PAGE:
As soon as Andreas Pereira came onto the field with 15 minutes to play, Fellaini made the permanent move up front, where United’s creators had an easier job in finding possession in the final third. While, in the end, their hard labour failed to bring home the three points, it did highlight the many uses of Fellaini under Mourinho and why the Portuguese manager is so keen on having him on the pitch.
He quite possibly might never be truly accepted by fans inside Old Trafford, but Fellaini has been one of United’s better players so far this season and looks to be more comfortable at the start of this campaign than in previous years. His position, at the base of midfield, is one where he excels in and has seen the most praise in. With such a long and tiring season ahead, there will always be a time for Fellaini’s presence.
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If you cast your mind back to how Luciano Spalletti’s team started last season, you realize that Inter Milan have been less productive this season. Before their one zero win over Sampdoria last Saturday, the Nerazzurri had amassed just four points from four games and sat 15th position on the league rung. That is nine points short of what they achieved after match day four in the previous campaign.
There are a couple of factors that have accounted for this bad start, and one of them could be laid right at the doorstep of the manager Luciano Spalletti. Spalletti has been doing a lot of tinkering with his team selection and system, which hasn’t helped them much. It’s quite understandable that the Italian tactician wants to his new recruits to bed into his method and assimilate his ideas very early in the season, but the lack of consistency in his approach has been problematic.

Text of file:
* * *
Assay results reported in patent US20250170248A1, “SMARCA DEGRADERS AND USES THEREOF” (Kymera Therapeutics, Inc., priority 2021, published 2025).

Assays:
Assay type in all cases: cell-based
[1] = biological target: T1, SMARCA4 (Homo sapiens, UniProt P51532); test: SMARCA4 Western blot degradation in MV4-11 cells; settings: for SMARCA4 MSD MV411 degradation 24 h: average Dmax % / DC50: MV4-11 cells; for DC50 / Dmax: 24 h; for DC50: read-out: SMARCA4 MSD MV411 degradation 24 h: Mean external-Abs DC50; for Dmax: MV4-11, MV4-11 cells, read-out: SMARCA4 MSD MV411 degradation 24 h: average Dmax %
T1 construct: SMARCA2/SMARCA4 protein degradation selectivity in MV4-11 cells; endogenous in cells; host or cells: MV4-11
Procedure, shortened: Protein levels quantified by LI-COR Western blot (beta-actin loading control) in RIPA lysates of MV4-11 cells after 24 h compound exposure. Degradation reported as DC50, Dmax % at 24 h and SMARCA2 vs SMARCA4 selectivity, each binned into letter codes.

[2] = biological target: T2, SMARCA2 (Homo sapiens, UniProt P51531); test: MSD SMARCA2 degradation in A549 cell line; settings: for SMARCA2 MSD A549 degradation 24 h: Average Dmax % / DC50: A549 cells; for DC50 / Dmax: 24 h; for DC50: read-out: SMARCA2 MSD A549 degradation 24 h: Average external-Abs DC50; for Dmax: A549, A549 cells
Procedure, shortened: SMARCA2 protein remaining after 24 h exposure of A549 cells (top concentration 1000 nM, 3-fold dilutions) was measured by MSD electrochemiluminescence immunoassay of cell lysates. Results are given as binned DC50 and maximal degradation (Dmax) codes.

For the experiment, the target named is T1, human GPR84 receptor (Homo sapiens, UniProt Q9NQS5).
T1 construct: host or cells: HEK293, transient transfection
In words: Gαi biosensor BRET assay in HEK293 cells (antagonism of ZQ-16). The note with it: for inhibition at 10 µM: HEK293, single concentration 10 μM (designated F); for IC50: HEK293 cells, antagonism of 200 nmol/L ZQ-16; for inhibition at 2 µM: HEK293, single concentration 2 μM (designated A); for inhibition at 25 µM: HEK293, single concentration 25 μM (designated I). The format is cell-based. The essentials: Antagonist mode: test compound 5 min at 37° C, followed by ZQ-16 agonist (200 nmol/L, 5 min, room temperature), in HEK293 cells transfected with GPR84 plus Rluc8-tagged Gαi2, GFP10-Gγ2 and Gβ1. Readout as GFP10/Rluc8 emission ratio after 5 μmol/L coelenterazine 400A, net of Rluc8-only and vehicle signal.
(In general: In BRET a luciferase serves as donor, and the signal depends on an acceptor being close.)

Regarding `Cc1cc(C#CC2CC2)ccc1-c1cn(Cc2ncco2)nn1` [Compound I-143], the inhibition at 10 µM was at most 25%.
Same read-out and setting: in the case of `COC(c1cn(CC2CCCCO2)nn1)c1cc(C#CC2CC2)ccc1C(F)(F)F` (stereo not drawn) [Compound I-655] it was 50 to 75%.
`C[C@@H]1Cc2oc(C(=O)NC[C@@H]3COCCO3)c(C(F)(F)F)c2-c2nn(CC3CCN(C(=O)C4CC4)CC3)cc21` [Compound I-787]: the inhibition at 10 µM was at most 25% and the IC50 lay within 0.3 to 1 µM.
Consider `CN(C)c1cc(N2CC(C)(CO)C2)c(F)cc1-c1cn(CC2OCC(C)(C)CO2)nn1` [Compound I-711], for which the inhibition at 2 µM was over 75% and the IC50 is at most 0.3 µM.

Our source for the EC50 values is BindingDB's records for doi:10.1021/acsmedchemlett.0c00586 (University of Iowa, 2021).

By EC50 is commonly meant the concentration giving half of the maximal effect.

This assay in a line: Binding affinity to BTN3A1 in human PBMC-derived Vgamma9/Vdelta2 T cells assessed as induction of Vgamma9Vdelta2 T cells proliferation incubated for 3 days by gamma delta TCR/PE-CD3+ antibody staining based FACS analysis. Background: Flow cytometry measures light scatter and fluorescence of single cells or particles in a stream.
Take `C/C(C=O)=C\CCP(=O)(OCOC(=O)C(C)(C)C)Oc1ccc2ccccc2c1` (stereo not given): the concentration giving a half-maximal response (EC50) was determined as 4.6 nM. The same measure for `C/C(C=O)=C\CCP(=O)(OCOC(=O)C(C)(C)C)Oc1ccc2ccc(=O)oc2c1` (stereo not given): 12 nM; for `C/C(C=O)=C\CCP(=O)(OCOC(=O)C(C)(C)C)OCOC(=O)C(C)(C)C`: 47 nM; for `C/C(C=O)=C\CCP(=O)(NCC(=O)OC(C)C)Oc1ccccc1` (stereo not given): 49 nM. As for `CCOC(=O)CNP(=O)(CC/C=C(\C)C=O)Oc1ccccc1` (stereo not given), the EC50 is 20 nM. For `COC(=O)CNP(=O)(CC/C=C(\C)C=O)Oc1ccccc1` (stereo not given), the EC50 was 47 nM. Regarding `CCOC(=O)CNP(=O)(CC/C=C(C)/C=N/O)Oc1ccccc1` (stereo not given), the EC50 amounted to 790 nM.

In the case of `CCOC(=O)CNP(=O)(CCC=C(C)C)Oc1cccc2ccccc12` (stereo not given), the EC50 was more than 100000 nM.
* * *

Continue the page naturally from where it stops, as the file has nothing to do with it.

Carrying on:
Now let’s photograph some of Luciano Spalletti’s confusion with clear illustrations.
In Inter’s opening fixture against Sassuolo at the MAPEI Stadium, the manger played a back four which comprised of João Miranda and Stefan de Vrij as center back pair, whiles Dalbert Chagas and Danilo D’Ambrosio played as laterals. In the midfield, Luciano Spalletti opted for Matías Vecino alongside Marcelo Brozović with new signing Lautaro Martínez playing behind Mauro Icardi. The captain had Kwadwo Asamoah supporting him from the left wing and Matteo Politano on the other side. Inter dominated possession but was on par with Sassuolo on the number of shots on targets and corners. In the end, the home side held onto Domenico Berardi’s 27th minute penalty kick.
At home to Torino at San Siro, Luciano Spalletti altered his starting line-up and changed the system to a back three. Miranda was pulled out for M. Škriniar alongside S. De Vrij and Danilo D’Ambrosio to form a trio at the back. Š. Vrsaljko and Asamoah played as wing backs whiles Perisic and Politano attacked the flanks with Icardi as the target man. He maintained the midfield duo of Brozovic and Vecino. Inter squandered their two goal lead before the interval as Torino rallied in the second half to level the score.
Against Bologna, Spalletti returned to a back to four and made three chances to the previous line- up. M. Škriniar and S. de Vrij continued their centreback partnership. D. D’Ambrosio and Asamoah played as lateral defenders. Roberto Gagliardini took the place of Vecino with Radja Nianggolan playing behind Keita Balde Diao. Inter produced an assured performance in the second period of that game, scoring three goals through Nainggolan, Perisic and substitute Antonio Candreva.
It’s normal for coaches to rest players in a league game ahead of a Champions League fixture, and given Inter’s absence in the European Competition for the past seven years, it was imperative that they started with a win on home soil. And before that, was a home game against promoted side Parma who are proving to be tough customers for the established teams in the league. Spalletti maintained a chunk of the players in the previous game but still made two changes with Dalbert Henrique taking the place of Asamoah and Candreva coming in for Politano.